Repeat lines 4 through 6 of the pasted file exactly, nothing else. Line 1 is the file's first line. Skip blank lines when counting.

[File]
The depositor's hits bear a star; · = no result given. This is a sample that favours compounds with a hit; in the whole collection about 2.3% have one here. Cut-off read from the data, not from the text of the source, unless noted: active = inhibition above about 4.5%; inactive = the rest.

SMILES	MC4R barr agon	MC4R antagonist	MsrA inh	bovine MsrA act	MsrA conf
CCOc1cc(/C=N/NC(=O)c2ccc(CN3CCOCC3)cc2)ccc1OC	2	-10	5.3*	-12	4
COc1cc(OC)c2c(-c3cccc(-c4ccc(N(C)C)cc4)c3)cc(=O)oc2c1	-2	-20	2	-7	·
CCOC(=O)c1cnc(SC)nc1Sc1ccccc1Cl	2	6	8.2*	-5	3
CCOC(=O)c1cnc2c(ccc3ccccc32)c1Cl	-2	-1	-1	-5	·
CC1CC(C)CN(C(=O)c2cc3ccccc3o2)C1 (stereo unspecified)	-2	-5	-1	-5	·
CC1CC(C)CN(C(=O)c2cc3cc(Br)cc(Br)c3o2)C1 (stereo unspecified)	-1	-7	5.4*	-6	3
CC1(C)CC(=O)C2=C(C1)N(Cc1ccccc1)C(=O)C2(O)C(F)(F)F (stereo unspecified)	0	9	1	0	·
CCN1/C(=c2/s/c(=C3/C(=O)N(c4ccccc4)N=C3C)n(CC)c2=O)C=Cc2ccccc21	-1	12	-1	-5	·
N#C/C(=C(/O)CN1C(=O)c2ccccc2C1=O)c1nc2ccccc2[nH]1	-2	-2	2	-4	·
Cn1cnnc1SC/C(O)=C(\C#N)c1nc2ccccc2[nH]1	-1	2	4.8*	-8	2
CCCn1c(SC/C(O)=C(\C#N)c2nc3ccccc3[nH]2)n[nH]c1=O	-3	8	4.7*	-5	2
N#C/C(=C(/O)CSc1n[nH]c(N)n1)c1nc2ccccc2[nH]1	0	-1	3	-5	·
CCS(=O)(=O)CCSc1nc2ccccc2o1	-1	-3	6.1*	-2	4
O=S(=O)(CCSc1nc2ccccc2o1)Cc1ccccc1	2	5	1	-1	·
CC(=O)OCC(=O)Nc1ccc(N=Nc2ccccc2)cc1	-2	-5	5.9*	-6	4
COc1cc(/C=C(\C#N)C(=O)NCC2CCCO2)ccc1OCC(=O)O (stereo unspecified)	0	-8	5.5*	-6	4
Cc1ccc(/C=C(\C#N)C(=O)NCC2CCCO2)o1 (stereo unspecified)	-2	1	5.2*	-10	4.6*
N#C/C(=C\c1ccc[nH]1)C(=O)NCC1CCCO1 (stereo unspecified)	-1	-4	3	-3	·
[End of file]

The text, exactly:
COc1cc(OC)c2c(-c3cccc(-c4ccc(N(C)C)cc4)c3)cc(=O)oc2c1	-2	-20	2	-7	·
CCOC(=O)c1cnc(SC)nc1Sc1ccccc1Cl	2	6	8.2*	-5	3
CCOC(=O)c1cnc2c(ccc3ccccc32)c1Cl	-2	-1	-1	-5	·